choreographer and dancer of "Knife"

Onodera’s “Knife” cuts through pandemic problems

PR image of "Knife"
Photo courtesy of Kanagawa Arts Theatre

As a gesture of thanks to his long-time collaborator, Shuji Onodera, the departing artistic director of Kanagawa Arts Theatre, Akira Shirai, didn’t just ask the renowned mime artist and choreographer to create a new work for the theater, saying he could do whatever he wanted with whoever he chose.

As if that wasn’t carte blanche enough, Shirai, 63 — who leaves in March after five years at KAAT (the official acronym of his Yokohama base) — also told Onodera not to worry about the normal practice of casting celebrities just to help sell tickets.

With such an astonishingly blank canvas to work on, Onadera — who studied mime in Paris in 2006 and has often performed in Europe and the United States — created “knife,” his mime/dance adaptation of 1880’s short story “Boule de Suif” (“The Dumpling”), a famously incisive depiction of human nature by the French writer Guy de Maupassant.

And to present this new work, which he directs and performs in with five other Japanese dancers including French-resident Akiko Kajihara and Dakei, a deaf Butoh artist, 54-year-old Onadera also called on two foreigners he’s worked with before — Taiwanese actress/dancer Juichu Liu, and Vietnamese dancer Nung Van Minh.

Set during the 1870–71 Franco-Prussian War, in which northern France was swiftly overwhelmed by enemy forces, the original novel revolves around 10 people trying to flee in a stagecoach some 90 kilometers west across Normandy from Rouen to the coastal town of Le Havre.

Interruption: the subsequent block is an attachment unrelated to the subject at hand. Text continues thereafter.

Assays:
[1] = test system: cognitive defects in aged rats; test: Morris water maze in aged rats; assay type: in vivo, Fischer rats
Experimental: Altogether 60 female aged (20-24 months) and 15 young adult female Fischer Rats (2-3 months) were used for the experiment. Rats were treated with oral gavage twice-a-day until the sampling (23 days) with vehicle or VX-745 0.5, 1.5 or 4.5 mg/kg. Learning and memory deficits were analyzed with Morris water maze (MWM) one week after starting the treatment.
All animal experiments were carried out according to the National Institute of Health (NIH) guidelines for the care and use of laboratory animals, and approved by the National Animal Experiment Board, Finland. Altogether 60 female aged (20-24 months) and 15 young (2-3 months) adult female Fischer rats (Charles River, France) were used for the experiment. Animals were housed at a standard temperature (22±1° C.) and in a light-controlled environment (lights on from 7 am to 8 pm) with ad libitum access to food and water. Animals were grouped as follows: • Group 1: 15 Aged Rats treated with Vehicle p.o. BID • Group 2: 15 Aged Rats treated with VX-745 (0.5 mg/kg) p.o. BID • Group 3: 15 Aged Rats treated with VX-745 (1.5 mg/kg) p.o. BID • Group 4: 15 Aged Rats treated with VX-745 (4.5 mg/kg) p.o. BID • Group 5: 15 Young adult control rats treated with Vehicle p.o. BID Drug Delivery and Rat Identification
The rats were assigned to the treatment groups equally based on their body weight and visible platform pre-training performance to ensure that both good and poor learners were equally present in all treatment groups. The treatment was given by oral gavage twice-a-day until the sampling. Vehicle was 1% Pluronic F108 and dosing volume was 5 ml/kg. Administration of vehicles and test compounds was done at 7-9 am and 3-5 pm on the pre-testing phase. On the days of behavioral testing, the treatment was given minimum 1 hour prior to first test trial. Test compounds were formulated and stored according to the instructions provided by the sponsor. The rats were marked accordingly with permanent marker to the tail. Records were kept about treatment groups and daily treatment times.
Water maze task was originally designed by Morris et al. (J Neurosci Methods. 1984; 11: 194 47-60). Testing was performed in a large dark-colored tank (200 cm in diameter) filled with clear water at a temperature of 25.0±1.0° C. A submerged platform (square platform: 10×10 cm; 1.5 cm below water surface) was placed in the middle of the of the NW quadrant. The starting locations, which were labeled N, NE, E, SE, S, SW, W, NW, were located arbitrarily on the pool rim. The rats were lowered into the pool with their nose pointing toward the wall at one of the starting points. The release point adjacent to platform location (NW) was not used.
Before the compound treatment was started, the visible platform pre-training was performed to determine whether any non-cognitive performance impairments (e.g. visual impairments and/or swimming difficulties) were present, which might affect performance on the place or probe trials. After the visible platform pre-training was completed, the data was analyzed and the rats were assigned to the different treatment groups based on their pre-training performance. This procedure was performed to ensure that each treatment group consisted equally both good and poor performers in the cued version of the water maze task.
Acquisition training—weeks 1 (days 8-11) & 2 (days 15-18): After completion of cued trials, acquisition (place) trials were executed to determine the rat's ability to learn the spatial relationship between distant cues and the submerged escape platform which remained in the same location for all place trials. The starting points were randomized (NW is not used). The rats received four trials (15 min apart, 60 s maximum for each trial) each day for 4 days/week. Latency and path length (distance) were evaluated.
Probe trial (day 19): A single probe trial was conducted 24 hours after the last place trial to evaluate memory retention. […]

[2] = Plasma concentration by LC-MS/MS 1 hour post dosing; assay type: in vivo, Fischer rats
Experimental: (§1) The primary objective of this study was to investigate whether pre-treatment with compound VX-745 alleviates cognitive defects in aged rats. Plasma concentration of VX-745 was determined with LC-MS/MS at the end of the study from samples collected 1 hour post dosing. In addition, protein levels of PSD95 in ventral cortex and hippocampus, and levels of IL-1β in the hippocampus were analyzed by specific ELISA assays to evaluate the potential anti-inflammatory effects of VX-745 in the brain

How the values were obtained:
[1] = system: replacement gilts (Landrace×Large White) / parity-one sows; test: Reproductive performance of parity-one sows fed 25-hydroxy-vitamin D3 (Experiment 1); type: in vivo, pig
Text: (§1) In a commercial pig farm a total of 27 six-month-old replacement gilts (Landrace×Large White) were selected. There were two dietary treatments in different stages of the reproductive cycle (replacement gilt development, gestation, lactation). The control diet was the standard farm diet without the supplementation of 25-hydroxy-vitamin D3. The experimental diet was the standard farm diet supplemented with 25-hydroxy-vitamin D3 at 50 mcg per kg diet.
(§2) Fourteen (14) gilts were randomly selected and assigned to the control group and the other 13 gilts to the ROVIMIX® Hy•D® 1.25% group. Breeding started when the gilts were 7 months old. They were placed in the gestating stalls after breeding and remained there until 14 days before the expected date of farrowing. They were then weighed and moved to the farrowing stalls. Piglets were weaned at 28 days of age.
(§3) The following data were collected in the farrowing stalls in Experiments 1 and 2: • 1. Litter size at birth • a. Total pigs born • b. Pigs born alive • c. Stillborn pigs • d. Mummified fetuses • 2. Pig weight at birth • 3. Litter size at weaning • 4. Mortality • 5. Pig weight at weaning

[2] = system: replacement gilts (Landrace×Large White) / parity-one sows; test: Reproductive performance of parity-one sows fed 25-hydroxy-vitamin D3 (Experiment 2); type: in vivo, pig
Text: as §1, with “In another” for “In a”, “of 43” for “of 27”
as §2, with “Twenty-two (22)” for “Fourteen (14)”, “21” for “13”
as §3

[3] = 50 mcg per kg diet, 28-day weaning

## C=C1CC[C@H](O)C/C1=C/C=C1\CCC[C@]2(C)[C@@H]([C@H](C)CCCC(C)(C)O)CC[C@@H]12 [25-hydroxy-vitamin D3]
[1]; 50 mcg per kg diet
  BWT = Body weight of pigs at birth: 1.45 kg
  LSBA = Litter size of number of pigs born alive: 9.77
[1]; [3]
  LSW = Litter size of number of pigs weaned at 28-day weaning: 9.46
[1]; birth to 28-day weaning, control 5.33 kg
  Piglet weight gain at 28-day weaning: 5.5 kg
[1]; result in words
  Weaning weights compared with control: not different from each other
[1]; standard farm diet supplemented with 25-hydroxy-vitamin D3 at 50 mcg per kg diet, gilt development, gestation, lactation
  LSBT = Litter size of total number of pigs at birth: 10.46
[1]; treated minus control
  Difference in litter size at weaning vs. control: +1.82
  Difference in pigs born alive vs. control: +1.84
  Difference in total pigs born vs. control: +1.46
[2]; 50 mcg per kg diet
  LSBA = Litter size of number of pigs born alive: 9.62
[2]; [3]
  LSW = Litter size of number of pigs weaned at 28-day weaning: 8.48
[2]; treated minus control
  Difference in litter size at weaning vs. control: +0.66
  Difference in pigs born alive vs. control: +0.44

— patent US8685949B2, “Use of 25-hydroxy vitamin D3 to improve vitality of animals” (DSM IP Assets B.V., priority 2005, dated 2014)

Comprising one couple who are shop-owners, another who are factory owners, a count and countess, a bureaucrat, two nuns and a prostitute named Elisabeth Rousset, the passengers represent a microcosm of French society at the time.

At first the others deride Rousset, who they call Boule de Suif (Dumpling), but their attitudes change when she offers to share her food as they have none of their own. When the stagecoach is halted by Pussian soldiers, though, an officer demands to have his way with Rousset before he’ll let them go. After initially expressing their disgust, the others’ feigned morality is soon exposed when they become impatient and tell her to give in — a self-sacrifice Rousset accepts for the good of her companions. But then, when they are all released, the nine others again deride and ostracise “the Dumpling.”

As to why he chose to base his new work on that story from 140 years ago, Onodera — who has long been famous for “storytelling” mime-dance productions by his companies Mizu to Abura (Water and Oil) and Derasinera — says it poses many uncomfortable questions relevant to our world today.

And he adds, “Mime is low on explanations compared to theater because there are no words, but that allows it to act powerfully on an audience’s imagination and affect them in unexpected ways. And I believe our multi-cultural team adds to that even more.”

Due to the pandemic, though, this hasn’t been the kind of international collaboration project Onodera has been used to — not least because the non-Japanese guest performers had to undergo two weeks’ quarantine.